Predictors of Mortality with Staphylococcus aureus Bacteremia in Elderly Adults.
J Am Geriatr Soc. 2018 Apr 17;:
Authors: Bassetti M, Righi E, Del Giacomo P, Sartor A, Ansaldi F, Trucchi C, Alicino C, Trecarichi EM, Spanu T, Paganino C, Tumbarello M, Carnelutti A
OBJECTIVES: To analyze risk factors for early and late mortality in individuals aged 75 and older with Staphylococcus aureus bacteremia (SAB) in Italy.
DESIGN: Four-year retrospective observational study (January 2011-December 2014).
SETTING: Two tertiary care university hospitals in Italy (Santa Maria Misericordia Hospital in Udine, Policlinico Universitario Agostino Gemelli in Rome).
PARTICIPANTS: All adults consecutively admitted with SAB.
MEASUREMENTS: Clinical presentation, infection characteristics, and clinical outcomes of individuals aged 75 and older were compared with those of individuals younger than 75.
RESULTS: Three hundred thirty-seven cases of SAB were diagnosed during the study period, 118 of which (35%) occurred in those aged 75 and older. Seven- (20.3% vs 9.2%) and 30-day (35.7% vs 20.7%) mortality were significantly higher in elderly than younger adults. Clinical presentation with septic shock, adequacy of empiric antibiotic treatment, and liver cirrhosis were found to be predictors of 7-day mortality in elderly adults with SAB. Risk factors independently associated with 30-day mortality included isolation of methicillin-resistant Staphylococcus aureus (MRSA) and not receiving an infectious disease consultation.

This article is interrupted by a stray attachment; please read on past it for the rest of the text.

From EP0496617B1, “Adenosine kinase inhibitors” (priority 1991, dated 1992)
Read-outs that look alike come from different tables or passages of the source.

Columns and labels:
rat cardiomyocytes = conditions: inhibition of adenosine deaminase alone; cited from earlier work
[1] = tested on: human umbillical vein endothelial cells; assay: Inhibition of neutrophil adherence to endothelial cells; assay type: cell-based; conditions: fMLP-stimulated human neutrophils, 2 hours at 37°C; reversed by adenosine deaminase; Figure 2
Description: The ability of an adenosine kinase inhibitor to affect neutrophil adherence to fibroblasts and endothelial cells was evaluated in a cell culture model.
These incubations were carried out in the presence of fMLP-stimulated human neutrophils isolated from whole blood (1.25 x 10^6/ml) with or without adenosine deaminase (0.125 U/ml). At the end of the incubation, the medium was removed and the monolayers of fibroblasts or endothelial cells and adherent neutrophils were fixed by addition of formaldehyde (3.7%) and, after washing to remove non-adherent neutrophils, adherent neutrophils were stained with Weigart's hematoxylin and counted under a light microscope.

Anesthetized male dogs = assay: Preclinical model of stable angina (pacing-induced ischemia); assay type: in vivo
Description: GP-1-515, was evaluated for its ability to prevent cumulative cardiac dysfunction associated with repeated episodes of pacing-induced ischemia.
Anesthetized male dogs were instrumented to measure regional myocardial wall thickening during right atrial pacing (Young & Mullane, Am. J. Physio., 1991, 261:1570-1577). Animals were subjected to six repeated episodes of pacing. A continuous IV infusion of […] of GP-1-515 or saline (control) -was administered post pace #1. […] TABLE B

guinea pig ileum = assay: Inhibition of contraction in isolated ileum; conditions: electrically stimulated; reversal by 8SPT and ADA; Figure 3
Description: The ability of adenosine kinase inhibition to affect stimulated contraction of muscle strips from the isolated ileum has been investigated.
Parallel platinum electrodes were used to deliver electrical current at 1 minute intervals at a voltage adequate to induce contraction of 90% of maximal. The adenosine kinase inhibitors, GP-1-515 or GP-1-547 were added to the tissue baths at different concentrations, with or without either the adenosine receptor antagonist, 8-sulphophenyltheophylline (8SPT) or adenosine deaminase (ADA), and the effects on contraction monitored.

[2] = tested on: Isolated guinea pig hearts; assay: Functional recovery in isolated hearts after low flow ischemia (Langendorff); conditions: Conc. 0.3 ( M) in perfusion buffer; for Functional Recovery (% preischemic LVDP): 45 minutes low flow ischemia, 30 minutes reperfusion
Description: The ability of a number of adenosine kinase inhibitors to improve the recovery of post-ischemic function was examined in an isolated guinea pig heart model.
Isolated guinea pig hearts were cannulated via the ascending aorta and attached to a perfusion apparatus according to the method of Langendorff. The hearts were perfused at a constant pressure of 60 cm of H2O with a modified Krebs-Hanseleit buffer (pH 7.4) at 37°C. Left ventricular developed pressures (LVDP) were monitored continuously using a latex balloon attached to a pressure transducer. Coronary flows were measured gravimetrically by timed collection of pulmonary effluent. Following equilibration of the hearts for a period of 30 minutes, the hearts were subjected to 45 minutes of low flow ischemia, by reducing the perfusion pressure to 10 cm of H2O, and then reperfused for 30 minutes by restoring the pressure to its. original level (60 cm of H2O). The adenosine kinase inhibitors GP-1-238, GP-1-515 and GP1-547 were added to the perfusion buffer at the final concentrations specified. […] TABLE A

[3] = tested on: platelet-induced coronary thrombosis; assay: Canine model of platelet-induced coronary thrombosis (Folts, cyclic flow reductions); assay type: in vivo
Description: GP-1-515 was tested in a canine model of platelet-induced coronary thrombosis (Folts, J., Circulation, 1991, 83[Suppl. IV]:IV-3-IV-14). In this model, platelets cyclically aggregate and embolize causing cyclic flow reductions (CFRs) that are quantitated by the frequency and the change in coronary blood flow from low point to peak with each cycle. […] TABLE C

CONCLUSION: Mortality is significantly higher in elderly than in younger adults with SAB, particularly in those presenting with septic shock, liver cirrhosis, or SAB due to MRSA. Additional risk factors for mortality included inappropriate empiric antibiotic treatment and not receiving an infectious disease consultation.
PMID: 29664994 [PubMed - as supplied by publisher]